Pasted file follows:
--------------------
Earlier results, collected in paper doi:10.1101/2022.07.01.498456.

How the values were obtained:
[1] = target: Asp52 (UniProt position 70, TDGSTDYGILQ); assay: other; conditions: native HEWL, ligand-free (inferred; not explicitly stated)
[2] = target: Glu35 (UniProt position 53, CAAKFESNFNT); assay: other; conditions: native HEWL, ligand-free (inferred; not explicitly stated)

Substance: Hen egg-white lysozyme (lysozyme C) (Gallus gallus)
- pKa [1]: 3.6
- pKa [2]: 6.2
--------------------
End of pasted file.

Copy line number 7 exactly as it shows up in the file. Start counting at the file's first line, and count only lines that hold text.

- pKa [2]: 6.2